The opinion of the court was delivered by: CONGER
Action by plaintiff Jeremiah T. Pierce against Erie Railroad Company for damages for personal injuries sustained by him while he was working as a longshoreman on the lighter Erie 80, owned, operated and controlled by defendant Erie Railroad Company (hereinafter referred to as 'Erie'). In his complaint, plaintiff alleged that the accident which resulted in his injuries was caused and brought about by the unseaworthiness of the lighter Erie 80. Defendant Erie denied this allegation and also set up the defense of contributory negligence.
Subsequently, defendant Erie by the service of a third party complaint impleaded third party defendants William Spencer & Son Corp. (hereinafter referred to as 'Spencer') and John W. McGrath Corporation (hereinafter referred to as 'McGrath').
In turn, third party defendant Spencer cross-claimed against McGrath. Third party defendants Spencer and McGrath have both served appropriate answers and issue has been joined as between all the parties here.
The case came on for trial before me with a jury. At the commencement of the trial it was stipulated by all the parties that the only issue to be presented to the jury would be that of Pierce against Erie, and that the issues between Erie, Spencer and McGrath be tried to the court at the end of the trial or after a verdict had been rendered by the jury in the original action.
The jury returned a verdict in favor of the plaintiff against the defendant Erie in the sum of $ 10,000, and such judgment has been duly entered. I have been informed that the judgment has been paid in full by defendant Erie.
There is now before me for determination the remaining issues.
The original stipulation was to the effect, among other things, that in passing on the issues between Erie, Spencer and McGrath, the court would consider the evidence taken in the case tried to the jury and any additional testimony later offered. Subsequently, the parties appeared before me and additional testimony was taken. So that I now have before me the question of who eventually shall be charged with this judgment.
Defendant Erie demands that in the event a judgment is rendered against it, that it shall have judgment over against third party defendant Spencer or, in the alternative, against third party McGrath, together with reasonable counsel fees and expenses and the costs and disbursements of this action. And third party defendant, Spencer, in its cross-complaint asks for judgment over against McGrath.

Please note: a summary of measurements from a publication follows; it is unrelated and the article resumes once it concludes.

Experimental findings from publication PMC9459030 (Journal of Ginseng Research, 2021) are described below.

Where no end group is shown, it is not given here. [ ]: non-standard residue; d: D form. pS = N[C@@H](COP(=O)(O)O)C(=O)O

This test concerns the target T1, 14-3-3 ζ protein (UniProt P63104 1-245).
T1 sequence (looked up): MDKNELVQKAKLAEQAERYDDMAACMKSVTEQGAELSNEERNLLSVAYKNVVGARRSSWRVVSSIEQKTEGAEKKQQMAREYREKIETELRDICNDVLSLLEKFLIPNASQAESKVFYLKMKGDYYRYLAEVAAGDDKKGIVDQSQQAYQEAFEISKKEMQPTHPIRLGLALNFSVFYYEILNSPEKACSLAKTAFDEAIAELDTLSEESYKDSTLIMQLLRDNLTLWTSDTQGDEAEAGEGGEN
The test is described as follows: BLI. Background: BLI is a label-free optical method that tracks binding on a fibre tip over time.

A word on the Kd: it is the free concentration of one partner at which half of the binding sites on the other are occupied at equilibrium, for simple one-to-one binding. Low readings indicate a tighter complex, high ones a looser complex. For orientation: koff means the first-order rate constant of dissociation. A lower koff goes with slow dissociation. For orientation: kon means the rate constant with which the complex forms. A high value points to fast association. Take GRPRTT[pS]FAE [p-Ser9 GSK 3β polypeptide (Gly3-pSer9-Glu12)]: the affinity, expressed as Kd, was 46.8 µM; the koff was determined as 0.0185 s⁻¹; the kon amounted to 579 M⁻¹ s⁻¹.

On April 9, 1954, plaintiff, a longshoreman, was working on Erie lighter No. 80 at Pier, B, Jersey City. He was in the employ of third party defendant McGrath at that time. With fellow employees of McGrath on the lighter, he was assisting in loading heavy logs on to the lighter from a vessel alongside it. The lifting of the logs from the vessel to the lighter was being done by a crane on the other side of the lighter. The crane was not owned or operated by any of the defendants here. As the crane lifted a log over and on to the lighter, it was plaintiff's job, with his fellow longshoremen, to push the log as it was lowered into the space where it was to go. The testimony was that the logs were heavy, clean and dry. Plaintiff's story (which the jury must have accepted) was that as one of the logs was being lowered, almost to the deck, he was pushing it, and as he did so he slipped on oil or grease that was there on the deck -- also described as a slick of grease or oil -- , a black grease, a black-gray grease spot, a grease spot about 12 inches in diameter. As a result of the accident, plaintiff sustained a fracture of the left heel bone with some resultant incapacity in the foot.
When the jury returned its verdict, a motion was made by the attorney for Erie to set it aside on the ground that it was excessive. This I denied.
The case was tried solely on the theory that the lighter was unseaworthy. No charge of negligence was made. I charged the jury, among other things, as follows:
'It gets down solely to a question of seaworthiness of the vessel, and that gets down to a question about oil or slick or grease on the deck.
'In order to find for the plaintiff under the theory of the case presented by the plaintiff, the jury must find that there was oil or grease on the deck of the Lighter, and that this ...